In 1926 Nobel Explosives became part of ICI (Imperial Chemical Industries) and production shifted away from Ardeer. So the factory diversified into other non-explosive products, but unfortunately these were not very successful - so a large part of the original site became derelict. However a small part of the factory still remains in operation today.

Gilmerton Land Services were awarded the contract by NPL Estates to decommission the site.

Contract Requirements:
  • Isolate and cap off 15 miles of underground water mains to reduce water leakages and to recover along with 20 miles of cable
  • Mass demolition of substantial unsafe structures.
  • To work independently of other contractors.
  • Complete removal of all unsafe debris and demolition material.
ArdeerThe current factory (Chemring Energetics UK Ltd (CEUK)) operating on the site needed to be isolated in every respect from the derelict area. We were able to work alongside the factory efficiently and speedily with no interference to the daily activities. Due to old piping in place significant water loss was occurring amounting to 1000s daily, this was resolved by capping off redundant sections of the pipelines and carried out with no interference of the operations in the factory In addition:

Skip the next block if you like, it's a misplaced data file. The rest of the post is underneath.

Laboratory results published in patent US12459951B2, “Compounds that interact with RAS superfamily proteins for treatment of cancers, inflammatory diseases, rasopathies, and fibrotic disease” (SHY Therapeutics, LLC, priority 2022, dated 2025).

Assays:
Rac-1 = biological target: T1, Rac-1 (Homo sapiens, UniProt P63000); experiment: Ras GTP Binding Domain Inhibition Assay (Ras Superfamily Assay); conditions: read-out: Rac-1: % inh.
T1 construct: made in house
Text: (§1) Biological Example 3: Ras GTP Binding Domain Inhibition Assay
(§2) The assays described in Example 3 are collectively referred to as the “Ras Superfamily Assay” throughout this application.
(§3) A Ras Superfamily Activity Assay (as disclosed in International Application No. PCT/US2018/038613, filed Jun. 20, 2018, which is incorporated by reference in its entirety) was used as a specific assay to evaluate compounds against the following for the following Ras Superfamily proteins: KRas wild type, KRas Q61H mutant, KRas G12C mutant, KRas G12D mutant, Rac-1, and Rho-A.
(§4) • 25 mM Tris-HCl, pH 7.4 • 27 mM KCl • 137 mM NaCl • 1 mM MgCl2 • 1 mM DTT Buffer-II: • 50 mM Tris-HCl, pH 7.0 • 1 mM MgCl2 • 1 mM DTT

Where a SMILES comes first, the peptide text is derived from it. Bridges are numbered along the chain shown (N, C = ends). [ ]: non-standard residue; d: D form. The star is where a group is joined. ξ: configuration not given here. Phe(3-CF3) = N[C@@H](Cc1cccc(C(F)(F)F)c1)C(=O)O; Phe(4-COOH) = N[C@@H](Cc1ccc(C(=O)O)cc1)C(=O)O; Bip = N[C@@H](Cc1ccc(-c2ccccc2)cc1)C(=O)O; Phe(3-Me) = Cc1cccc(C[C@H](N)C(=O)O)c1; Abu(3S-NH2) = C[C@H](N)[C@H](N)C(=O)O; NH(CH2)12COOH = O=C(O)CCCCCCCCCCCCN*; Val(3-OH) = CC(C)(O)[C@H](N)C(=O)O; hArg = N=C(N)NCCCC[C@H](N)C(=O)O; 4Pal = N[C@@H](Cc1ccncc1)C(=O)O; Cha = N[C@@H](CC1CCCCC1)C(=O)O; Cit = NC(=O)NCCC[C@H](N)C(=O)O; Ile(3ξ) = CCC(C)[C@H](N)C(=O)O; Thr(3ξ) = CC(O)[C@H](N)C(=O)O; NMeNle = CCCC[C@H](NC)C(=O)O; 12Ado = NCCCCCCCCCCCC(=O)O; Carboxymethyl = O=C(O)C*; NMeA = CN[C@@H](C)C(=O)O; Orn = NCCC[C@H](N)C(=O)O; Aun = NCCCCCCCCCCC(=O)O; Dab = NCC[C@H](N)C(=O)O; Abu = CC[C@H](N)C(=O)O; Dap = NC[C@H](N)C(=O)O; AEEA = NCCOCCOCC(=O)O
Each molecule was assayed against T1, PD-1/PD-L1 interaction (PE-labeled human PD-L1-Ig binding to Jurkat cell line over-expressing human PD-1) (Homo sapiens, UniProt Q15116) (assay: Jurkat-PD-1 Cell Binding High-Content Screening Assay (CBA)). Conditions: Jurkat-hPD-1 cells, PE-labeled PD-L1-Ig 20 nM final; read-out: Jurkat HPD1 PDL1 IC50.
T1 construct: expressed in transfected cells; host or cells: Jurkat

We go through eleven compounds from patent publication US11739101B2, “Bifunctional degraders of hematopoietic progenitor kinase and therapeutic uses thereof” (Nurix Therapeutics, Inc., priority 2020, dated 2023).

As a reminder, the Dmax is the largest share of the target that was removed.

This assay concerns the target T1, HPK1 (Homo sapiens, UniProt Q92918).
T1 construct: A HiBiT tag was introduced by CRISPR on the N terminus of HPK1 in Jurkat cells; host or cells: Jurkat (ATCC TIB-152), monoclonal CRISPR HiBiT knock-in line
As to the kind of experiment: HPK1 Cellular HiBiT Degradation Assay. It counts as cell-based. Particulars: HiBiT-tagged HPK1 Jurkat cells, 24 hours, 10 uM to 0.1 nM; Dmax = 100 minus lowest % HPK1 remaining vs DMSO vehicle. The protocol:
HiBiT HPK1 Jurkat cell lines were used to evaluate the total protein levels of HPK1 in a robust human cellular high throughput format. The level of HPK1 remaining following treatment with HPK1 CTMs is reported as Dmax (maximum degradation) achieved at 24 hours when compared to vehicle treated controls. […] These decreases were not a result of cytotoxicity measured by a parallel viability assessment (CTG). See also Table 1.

• 200 disused manholes made safe all this resulted in no cost to the client but resulted in a credit of tens of thousands of pounds from the retrieved assets.
  • Provision of an efficient clean-up of these unwanted services prior to redevelopment and environmental advantages to the site.

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Bishopton - BAE Systems

Bronze Award 2007 - Generating Cash from Hidden AssetsThis former Royal Ordnance explosives factory was one of the largest of its kind in Europe where GLS have removed 20,000 tons of disused underground services to date, generating several million pounds in revenue for the client.

We would add that through the course of completing this project, we were honoured in 2007 to receive a Chairman's Bronze Award for because they recognised us as people whose ideas, actions and behaviours were making BAE Systems a better, more competitive company.

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Ministry of Defence USAF Greenham Common

Greenham CommonGreenham Common's long association with the USAF started in April 1951 when an extensive Airfield rebuilding programme was begun, with a 10,000 foot runway and fully serviced together with the infrastructure for the 97th air refuelling squadron.

In 1980 the airfield's infrastructure was fully refurbished and part of the 1,000 acre site was chosen to be one of two sites in Britain where US cruise missiles were to be deployed. Greenham Common closed in 1989 following the signing of the INF Treaty.